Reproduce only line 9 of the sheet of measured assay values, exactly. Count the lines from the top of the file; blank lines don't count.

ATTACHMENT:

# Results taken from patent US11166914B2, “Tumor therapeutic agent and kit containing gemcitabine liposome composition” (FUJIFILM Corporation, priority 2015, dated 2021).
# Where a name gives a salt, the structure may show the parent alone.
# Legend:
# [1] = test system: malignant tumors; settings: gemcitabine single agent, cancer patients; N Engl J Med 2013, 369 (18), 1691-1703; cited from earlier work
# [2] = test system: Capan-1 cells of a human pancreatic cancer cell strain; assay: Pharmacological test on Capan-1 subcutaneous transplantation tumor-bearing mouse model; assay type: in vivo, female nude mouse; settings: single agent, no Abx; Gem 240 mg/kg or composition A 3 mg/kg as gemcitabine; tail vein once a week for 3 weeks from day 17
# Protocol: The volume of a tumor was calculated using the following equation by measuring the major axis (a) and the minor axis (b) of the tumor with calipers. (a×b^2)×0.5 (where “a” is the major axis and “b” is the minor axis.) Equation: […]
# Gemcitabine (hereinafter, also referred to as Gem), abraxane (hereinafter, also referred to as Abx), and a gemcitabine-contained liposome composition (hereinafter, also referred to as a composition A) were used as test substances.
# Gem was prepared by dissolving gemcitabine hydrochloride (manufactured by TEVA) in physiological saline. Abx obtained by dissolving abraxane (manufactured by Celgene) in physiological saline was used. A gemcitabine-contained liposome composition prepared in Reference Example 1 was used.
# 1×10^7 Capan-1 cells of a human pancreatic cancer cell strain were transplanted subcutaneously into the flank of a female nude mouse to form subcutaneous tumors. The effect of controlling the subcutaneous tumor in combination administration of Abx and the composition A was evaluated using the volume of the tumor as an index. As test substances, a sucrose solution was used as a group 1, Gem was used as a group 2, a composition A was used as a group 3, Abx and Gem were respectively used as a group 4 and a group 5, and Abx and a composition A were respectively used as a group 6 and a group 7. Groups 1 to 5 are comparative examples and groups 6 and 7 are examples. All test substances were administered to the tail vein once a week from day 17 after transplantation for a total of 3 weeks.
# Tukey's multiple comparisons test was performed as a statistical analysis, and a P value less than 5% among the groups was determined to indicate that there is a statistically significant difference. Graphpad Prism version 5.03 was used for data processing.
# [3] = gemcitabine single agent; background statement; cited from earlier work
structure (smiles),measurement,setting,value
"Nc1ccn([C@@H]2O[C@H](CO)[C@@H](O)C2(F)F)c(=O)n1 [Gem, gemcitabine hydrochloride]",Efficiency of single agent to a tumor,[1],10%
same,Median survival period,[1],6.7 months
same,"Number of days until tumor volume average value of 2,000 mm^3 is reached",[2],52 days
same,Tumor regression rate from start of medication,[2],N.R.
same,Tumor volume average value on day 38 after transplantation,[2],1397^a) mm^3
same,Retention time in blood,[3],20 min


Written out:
# 1×10^7 Capan-1 cells of a human pancreatic cancer cell strain were transplanted subcutaneously into the flank of a female nude mouse to form subcutaneous tumors. The effect of controlling the subcutaneous tumor in combination administration of Abx and the composition A was evaluated using the volume of the tumor as an index. As test substances, a sucrose solution was used as a group 1, Gem was used as a group 2, a composition A was used as a group 3, Abx and Gem were respectively used as a group 4 and a group 5, and Abx and a composition A were respectively used as a group 6 and a group 7. Groups 1 to 5 are comparative examples and groups 6 and 7 are examples. All test substances were administered to the tail vein once a week from day 17 after transplantation for a total of 3 weeks.